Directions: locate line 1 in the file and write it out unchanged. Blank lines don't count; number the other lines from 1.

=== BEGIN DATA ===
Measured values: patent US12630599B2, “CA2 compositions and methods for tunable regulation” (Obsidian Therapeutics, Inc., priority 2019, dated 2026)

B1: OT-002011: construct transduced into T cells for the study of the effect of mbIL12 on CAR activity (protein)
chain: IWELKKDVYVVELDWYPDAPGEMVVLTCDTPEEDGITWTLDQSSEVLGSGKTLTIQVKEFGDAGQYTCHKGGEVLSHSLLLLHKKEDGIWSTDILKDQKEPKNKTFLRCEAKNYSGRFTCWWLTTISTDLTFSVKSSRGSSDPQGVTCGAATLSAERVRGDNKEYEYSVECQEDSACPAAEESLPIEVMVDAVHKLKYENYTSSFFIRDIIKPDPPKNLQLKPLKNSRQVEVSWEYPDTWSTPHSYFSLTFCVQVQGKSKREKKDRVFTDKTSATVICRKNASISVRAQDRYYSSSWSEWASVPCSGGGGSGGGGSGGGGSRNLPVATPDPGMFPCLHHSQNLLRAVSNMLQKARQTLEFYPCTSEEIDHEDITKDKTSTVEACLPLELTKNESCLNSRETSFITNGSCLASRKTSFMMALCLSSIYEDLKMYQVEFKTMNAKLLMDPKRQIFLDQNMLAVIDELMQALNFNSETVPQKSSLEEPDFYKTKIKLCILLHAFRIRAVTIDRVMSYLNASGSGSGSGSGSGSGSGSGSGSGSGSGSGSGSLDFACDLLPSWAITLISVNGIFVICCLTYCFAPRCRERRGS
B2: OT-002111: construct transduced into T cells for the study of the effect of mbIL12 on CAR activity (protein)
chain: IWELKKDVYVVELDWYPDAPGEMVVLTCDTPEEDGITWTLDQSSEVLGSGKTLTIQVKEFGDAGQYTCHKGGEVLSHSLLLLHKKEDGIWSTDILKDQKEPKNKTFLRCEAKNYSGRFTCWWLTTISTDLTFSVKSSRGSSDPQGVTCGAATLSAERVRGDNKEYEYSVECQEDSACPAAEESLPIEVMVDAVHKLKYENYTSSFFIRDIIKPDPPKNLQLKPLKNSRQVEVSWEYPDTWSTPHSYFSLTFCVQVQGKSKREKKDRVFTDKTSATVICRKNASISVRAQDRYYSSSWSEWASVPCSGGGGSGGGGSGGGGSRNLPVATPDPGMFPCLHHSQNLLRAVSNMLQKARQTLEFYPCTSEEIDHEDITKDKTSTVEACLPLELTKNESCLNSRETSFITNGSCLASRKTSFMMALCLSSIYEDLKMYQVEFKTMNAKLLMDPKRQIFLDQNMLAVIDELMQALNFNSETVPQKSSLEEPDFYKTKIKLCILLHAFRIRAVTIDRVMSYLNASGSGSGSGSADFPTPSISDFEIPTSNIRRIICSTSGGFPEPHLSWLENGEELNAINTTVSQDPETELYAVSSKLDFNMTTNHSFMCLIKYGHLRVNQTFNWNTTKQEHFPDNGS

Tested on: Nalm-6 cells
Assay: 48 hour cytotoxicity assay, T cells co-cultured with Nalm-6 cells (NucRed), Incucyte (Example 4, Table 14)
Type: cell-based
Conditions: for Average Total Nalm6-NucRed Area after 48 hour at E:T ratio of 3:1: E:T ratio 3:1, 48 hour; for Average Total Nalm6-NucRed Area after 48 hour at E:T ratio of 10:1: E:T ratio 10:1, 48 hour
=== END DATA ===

Measured values: patent US12630599B2, “CA2 compositions and methods for tunable regulation” (Obsidian Therapeutics, Inc., priority 2019, dated 2026)